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  4. Participant and provider views and experiences of the ESTEEM dietary intervention for pregnant women with metabolic risk factors




Participant and provider views and experiences of the ESTEEM dietary intervention for pregnant women with metabolic risk factors



Public, Staff, Students, Alumni

Speaker: Adela Hamilton

The Centre for Maternal & Child Health at the School of Health Science, City, University of London welcomes Adela Hamilton to discuss her doctoral research as part of the research seminar series.


ESTEEM (Effect of Simple, Targeted diEt in prEgnant women with Metabolic risk factors on pregnancy outcomes), was a randomised controlled trial of a dietary intervention based on the Mediterranean diet. Intervention programmes like this are recognised in the literature as complex to evaluate. Engagement and adherence are problematic as most dietary interventions are complex and demanding. There is a need for dietary interventions in pregnancy which are simple and effective.

Aim: The aim of this study was to explore the views and experiences of the ESTEEM dietary intervention in a pregnant cohort with metabolic risk factors. The concept of engagement with the ESTEEM dietary intervention in at risk women was explored.

Methods: Qualitative methods using interviews with women, partners (separately) and focus groups with health care professionals were carried out. Data were analysed using thematic analysis.

Findings: Women were able to plan and adapt their food and use the ESTEEM diet to their own and their family’s advantage. However, some of the information provided during the ESTEEM intervention made women more aware of their metabolic risk factors and more anxious. Women found solutions to their individual concerns during the ESTEEM intervention, by sharing information and ideas, and by supporting each other. Partners perceived the dietary intervention as having benefits for themselves, the mother as well as their children. Men appeared to hold mothers to be mainly responsible for feeding the children and ensuring that what they ate was healthy. Health care professionals thought that food must be viewed within the family context to enable change in dietary behaviours.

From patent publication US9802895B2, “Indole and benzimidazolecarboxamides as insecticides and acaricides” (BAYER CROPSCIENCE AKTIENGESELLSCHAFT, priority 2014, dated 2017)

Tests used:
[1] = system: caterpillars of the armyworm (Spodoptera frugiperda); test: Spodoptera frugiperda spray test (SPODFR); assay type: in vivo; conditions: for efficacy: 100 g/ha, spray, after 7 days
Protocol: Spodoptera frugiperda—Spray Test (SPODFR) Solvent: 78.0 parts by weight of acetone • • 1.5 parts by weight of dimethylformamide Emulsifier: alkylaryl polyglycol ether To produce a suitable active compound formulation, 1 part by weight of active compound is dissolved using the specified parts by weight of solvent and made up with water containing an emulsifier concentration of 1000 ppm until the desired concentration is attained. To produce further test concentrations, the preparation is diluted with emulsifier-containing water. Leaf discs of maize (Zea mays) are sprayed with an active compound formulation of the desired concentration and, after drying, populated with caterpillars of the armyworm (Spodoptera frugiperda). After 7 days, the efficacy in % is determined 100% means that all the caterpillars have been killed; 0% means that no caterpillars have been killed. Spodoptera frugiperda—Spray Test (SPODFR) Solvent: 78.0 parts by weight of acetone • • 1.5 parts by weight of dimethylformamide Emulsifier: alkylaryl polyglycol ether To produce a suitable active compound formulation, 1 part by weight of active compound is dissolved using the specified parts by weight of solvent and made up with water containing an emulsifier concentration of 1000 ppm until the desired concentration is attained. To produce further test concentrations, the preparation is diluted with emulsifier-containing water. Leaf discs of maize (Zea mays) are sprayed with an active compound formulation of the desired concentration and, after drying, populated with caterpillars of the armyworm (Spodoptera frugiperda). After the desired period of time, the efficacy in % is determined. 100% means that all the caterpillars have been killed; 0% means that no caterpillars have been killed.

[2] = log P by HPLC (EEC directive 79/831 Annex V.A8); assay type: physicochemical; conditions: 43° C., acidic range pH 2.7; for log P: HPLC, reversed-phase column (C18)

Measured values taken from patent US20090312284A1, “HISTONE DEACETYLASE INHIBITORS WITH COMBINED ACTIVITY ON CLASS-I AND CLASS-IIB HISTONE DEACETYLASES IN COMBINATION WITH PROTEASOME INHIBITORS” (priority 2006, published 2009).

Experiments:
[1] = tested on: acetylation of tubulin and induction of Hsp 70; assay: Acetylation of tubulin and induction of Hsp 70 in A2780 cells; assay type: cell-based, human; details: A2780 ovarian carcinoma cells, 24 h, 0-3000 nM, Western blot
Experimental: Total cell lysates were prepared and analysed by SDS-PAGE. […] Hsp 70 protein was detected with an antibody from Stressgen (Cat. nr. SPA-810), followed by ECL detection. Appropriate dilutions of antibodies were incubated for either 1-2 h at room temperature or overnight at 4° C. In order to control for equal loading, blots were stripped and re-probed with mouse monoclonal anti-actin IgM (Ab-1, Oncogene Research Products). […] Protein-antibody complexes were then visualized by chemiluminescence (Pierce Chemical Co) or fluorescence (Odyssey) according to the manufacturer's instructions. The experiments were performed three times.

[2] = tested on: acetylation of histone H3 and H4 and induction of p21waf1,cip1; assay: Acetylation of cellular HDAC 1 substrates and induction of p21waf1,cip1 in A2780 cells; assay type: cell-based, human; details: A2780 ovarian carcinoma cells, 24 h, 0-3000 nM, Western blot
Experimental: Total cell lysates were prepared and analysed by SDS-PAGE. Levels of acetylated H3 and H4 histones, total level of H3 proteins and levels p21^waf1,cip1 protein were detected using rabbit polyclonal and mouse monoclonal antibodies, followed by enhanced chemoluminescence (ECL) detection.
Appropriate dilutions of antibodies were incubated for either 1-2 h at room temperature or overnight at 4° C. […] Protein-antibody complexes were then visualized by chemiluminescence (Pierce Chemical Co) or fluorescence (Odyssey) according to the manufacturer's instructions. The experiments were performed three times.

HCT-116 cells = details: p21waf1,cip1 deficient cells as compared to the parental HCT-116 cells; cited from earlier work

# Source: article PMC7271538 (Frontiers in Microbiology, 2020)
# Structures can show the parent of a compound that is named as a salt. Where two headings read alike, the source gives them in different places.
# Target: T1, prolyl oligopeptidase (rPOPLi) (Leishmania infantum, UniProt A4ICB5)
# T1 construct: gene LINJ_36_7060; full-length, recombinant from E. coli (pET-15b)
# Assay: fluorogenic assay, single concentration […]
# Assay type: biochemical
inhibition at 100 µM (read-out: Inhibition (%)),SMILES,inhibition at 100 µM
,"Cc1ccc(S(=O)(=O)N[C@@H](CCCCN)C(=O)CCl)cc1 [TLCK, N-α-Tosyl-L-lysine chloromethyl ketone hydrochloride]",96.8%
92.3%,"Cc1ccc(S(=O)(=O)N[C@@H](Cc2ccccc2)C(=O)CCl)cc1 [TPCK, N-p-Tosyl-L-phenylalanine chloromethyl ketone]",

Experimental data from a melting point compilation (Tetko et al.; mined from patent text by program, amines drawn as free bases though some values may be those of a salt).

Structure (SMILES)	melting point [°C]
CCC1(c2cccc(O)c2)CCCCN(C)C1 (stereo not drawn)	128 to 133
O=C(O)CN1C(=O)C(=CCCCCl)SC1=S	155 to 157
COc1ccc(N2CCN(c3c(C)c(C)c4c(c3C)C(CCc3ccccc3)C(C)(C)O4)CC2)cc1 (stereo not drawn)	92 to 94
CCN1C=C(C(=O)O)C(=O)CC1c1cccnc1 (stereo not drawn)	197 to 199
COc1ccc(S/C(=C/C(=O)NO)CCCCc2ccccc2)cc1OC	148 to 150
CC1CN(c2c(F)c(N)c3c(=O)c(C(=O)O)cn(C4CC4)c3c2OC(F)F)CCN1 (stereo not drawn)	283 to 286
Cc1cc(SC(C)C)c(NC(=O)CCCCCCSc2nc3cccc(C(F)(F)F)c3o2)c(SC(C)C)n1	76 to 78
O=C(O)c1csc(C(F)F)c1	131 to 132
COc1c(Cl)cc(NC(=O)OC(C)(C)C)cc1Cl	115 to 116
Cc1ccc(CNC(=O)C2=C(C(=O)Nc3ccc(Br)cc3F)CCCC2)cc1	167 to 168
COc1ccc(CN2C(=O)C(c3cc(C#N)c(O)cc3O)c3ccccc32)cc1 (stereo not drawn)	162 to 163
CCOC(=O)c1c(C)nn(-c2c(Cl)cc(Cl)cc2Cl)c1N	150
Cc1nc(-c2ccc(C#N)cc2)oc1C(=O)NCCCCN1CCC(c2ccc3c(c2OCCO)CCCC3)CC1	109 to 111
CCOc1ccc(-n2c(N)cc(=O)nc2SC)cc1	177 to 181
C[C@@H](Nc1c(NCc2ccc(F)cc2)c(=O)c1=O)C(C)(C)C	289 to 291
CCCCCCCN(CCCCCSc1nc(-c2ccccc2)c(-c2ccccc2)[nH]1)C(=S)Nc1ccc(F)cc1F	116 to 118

Conclusion: Interventions must seek to understand the individual as a decision-maker within the wider social context in which they live. Diet and lifestyle intervention will become truly effective if they are co-designed with women and families and health care is co-produced with people.

About the speaker

Adela Hamilton is a midwife, a former senior lecturer, the first Darzi Fellow (Midwifery). The Darzi fellowship is a leadership training programme set up about 10 years ago by Lord Darzi, former Minister for health. Her career has been varied and she has worked as a midwife, manager, lecturer and researcher. She have also been involved in project in India, educating midwives and written chapters for Myles textbook for midwives.

A light lunch with refreshments will be provided. Further information and event timings can be found on our website.

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When and where

12.45pm - 2.00pmMonday 4th February 2019

MG26 Myddelton Street Building City, University of London 1 Myddelton Street London EC1R 1UW United Kingdom